2012 Argentina Lionel Messi (Barcelona) Portugal Cristiano Ronaldo (Real Madrid) Spain Andrés Iniesta (Barcelona)
2013 Portugal Cristiano Ronaldo (Real Madrid) Argentina Lionel Messi (Barcelona) France Franck Ribéry (Bayern Munich)
2014 Portugal Cristiano Ronaldo (Real Madrid) Argentina Lionel Messi (Barcelona) Germany Manuel Neuer (Bayern Munich)
2015 Argentina Lionel Messi (Barcelona) Portugal Cristiano Ronaldo (Real Madrid) Brazil Neymar (Barcelona)

Wins by player

# Player First place Second place Third place
1 Argentina Lionel Messi[note 1] 4 (2010, 2011, 2012, 2015) 2 (2013, 2014) 0
2 Portugal Cristiano Ronaldo[note 2] 2 (2013, 2014) 3 (2011, 2012, 2015) 0
3 Spain Andrés Iniesta 0 1 (2010) 1 (2012)
4 Spain Xavi[note 3] 0 0 2 (2010, 2011)
5 France Franck Ribéry 0 0 1 (2013)
Germany Manuel Neuer 0 0 1 (2014)
Brazil Neymar 0 0 1 (2015)

Wins by country

# Country First place Second place Third place
1  Argentina 4 (2010, 2011, 2012, 2015) 2 (2013, 2014) 0
2  Portugal 2 (2013, 2014) 3 (2011, 2012, 2015) 0
3  Spain 0 1 (2010) 3 (2010, 2011, 2012)
4  France 0 0 1 (2013)
 Germany 0 0 1 (2014)
 Brazil 0 0 1 (2015)

Wins by club

# Club First place Second place Third place
1 Spain Barcelona 4 (2010, 2011, 2012, 2015) 3 (2010, 2013, 2014) 4 (2010, 2011, 2012, 2015)
2 Spain Real Madrid 2 (2013, 2014) 3 (2011, 2012, 2015) 0
3 Germany Bayern Munich 0 0 2 (2013, 2014)

See also

References

Notes
  1. ^ FIFA and France Football credit Messi, the recipient of the 2009 Ballon d'Or and FIFA World Player of the Year award, with five Ballons d'Or in total.[6][7] Messi additionally placed as a finalist for both awards in 2007 and 2008.[9][10]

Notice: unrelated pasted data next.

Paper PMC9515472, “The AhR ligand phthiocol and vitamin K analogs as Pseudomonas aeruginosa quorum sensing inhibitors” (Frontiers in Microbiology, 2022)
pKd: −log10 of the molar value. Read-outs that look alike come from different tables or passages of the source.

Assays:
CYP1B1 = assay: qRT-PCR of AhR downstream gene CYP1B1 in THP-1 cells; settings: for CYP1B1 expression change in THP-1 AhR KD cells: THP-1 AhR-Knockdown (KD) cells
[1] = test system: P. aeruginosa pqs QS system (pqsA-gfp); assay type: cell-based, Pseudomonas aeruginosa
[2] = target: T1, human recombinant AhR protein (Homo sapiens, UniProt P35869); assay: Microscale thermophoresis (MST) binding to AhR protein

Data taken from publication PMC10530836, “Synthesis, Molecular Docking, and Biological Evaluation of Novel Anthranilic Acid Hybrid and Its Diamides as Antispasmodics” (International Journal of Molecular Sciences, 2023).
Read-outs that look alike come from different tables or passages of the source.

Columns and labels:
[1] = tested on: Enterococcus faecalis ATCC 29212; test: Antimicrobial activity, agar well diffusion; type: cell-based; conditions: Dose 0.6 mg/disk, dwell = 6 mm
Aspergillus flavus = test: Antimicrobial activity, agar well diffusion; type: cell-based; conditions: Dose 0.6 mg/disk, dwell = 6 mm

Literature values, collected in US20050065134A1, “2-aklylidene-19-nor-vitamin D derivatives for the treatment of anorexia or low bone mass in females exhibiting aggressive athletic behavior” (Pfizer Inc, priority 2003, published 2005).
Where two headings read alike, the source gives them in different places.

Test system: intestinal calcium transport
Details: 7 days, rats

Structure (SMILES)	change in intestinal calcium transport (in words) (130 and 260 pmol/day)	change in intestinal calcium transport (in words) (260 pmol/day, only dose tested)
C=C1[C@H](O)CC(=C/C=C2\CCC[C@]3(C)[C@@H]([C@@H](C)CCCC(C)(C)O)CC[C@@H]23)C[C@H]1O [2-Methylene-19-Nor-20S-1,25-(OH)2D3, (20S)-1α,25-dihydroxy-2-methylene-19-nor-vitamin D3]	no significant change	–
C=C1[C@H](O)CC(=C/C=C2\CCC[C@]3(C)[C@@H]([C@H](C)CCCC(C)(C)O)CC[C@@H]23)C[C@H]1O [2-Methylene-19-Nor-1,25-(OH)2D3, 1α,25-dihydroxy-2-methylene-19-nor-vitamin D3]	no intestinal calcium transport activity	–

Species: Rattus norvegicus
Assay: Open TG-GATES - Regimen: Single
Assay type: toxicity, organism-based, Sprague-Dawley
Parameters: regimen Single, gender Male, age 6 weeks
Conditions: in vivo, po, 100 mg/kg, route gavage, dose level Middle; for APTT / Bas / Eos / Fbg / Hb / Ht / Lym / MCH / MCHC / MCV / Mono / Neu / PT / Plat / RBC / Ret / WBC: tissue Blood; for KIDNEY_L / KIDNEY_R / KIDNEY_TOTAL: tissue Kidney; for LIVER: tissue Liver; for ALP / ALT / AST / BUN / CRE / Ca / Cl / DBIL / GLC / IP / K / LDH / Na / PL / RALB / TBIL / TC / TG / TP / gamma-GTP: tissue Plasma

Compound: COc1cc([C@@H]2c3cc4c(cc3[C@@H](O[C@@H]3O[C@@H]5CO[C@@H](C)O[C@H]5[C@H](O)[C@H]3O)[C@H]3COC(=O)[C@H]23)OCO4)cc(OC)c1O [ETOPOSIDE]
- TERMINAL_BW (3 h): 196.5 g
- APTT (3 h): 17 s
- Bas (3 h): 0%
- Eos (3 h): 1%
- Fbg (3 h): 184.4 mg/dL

2. ^ FIFA and France Football credit Ronaldo, the recipient of the 2008 Ballon d'Or and FIFA World Player of the Year award, with three Ballons d'Or in total.[6][7] Ronaldo additionally placed as a finalist for both awards in 2007 and 2009.[9][10]
  3. ^ Xavi additionally placed in third place for the 2009 Ballon d'Or and FIFA World Player of the Year award.[9][10]
Citations
  1. ^ "World Cup 2010: Fifa and Ballon d'Or player awards to be merged". The Daily Telegraph. 5 July 2010. Retrieved 15 January 2016. 
  2. ^ Wahl, Grant (15 September 2010). "Xavi, Messi are primary contenders for the 2010 FIFA Ballon d'Or". Sports Illustrated. Retrieved 15 January 2016. 
  3. ^ a b c "The FIFA Ballon d'Or is born". FIFA. 5 July 2010. Retrieved 15 January 2016. 
  4. ^ "Argentina's Lionel Messi wins Fifa Ballon d'Or award". BBC Sport. 10 January 2011. Retrieved 15 January 2016. 
  5. ^ "Ballon d'Or: FIFA ends association with world player of the year award". BBC Sport. 16 September 2016. Retrieved 12 October 2016. 
  6. ^ a b c "FIFA Ballon d'Or: History". FIFA. Retrieved 15 January 2016. 
  7. ^ a b c "Ballon d'Or Palmarès: La liste complête des lauréats du Ballon d'or, de 1956 à nos jours" [Ballon d'Or Winners: The full list of the winners of the Ballon d'Or, from 1956 to our days]. France Football. Retrieved 15 January 2016. 
  8. ^ "Rules of allocation" (pdf). FIFA. Retrieved 15 January 2016. 
  9. ^ a b c Pierrend, José Luis (12 February 2015). "FIFA Awards: World Player of the Year". Rec.Sport.Soccer Statistics Foundation. Retrieved 15 January 2016. 
  10. ^ a b c Moore, Rob; Stokkermans, Karel (21 January 2011). "European Footballer of the Year ("Ballon d'Or")". Rec.Sport.Soccer Statistics Foundation. Retrieved 15 January 2016. 

External links